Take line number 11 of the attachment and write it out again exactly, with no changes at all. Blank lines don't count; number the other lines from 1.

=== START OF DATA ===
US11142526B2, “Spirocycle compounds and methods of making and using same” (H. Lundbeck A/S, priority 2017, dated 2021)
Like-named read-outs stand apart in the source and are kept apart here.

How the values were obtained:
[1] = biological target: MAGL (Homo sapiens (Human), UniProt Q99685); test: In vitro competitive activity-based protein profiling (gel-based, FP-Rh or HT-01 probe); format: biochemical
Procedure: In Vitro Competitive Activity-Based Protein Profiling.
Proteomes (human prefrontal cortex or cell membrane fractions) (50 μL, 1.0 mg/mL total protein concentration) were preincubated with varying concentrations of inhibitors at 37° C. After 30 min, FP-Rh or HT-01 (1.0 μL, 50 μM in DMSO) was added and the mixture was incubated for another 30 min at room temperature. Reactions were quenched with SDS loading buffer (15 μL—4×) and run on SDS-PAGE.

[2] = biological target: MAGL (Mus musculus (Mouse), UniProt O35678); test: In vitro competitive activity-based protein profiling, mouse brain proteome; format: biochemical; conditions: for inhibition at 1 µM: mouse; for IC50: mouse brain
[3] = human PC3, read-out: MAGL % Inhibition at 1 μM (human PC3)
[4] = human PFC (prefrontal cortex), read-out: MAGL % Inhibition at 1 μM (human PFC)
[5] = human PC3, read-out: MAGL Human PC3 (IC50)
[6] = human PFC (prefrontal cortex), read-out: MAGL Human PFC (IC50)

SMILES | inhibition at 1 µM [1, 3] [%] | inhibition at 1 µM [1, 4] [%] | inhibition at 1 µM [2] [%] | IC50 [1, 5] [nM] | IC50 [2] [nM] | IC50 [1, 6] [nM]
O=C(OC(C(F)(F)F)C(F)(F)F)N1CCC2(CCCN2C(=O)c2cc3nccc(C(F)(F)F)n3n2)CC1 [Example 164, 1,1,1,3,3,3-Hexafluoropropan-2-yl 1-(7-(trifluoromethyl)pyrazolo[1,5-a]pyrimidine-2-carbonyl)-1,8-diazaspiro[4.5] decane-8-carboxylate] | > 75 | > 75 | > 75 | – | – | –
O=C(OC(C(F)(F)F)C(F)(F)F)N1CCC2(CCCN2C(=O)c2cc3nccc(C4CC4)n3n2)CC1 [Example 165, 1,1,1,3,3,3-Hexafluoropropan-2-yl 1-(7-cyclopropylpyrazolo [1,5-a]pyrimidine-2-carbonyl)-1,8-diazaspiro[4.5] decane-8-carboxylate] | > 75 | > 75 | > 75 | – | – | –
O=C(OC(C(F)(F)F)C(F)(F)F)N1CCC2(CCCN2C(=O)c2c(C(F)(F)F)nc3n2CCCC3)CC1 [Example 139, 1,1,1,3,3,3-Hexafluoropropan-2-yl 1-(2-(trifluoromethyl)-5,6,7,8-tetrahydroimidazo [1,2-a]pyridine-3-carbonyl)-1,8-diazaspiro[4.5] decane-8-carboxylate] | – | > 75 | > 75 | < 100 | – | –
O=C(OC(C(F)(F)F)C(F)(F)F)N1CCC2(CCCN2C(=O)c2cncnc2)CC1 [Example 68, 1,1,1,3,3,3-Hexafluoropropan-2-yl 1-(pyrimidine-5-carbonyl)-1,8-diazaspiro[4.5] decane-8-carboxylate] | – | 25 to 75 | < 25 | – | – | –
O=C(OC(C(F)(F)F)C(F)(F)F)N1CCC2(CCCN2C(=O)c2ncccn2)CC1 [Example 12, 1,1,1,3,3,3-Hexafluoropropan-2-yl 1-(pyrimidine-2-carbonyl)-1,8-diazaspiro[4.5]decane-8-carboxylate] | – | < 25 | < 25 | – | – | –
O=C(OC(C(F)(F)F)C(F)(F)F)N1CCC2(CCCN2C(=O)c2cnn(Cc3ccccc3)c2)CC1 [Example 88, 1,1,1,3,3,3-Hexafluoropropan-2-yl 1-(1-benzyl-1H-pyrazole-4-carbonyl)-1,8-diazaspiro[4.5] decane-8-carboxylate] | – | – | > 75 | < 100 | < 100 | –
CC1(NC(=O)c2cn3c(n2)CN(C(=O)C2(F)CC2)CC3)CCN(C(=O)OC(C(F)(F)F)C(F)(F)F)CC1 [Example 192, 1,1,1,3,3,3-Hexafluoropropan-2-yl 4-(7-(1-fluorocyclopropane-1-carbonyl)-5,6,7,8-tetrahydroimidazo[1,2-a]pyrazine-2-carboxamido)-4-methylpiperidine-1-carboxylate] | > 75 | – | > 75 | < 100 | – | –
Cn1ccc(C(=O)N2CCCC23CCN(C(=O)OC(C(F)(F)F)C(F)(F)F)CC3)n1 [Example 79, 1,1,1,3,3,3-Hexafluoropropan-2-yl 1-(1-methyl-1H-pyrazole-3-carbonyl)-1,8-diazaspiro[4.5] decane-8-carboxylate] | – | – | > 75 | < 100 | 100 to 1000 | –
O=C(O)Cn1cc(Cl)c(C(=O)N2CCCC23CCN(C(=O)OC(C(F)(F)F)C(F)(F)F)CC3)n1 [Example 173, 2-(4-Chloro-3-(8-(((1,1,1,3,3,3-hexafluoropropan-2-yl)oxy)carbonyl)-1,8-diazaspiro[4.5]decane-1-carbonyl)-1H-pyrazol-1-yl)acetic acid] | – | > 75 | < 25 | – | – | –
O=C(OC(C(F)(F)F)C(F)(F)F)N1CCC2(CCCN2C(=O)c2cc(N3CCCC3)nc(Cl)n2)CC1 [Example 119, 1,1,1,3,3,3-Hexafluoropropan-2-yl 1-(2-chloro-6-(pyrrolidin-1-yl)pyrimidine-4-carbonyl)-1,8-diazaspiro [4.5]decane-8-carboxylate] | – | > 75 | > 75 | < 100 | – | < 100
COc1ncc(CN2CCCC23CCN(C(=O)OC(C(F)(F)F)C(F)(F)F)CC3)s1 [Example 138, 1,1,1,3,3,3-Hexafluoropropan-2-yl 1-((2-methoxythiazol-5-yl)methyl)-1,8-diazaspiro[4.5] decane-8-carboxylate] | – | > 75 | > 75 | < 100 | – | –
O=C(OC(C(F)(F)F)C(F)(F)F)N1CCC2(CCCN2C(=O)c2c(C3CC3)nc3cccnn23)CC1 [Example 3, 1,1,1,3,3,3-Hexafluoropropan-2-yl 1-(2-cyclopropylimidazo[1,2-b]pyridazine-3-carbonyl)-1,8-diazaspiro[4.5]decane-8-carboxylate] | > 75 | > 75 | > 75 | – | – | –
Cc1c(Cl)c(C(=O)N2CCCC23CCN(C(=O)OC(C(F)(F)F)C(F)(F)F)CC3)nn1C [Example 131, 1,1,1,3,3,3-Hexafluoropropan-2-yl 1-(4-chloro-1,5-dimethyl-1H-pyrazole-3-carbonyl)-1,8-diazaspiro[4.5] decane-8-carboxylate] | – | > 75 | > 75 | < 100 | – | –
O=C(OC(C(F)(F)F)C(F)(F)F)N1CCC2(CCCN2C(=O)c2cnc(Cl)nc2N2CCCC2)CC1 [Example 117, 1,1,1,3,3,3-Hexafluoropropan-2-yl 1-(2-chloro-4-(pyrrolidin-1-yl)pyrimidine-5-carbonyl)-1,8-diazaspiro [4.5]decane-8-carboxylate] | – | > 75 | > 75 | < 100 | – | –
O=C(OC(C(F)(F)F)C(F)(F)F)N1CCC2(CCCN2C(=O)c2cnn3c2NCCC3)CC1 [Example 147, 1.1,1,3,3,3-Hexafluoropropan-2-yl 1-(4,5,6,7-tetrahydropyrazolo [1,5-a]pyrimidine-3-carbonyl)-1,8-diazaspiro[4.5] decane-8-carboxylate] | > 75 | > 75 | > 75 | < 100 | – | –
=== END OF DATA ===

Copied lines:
[6] = human PFC (prefrontal cortex), read-out: MAGL Human PFC (IC50)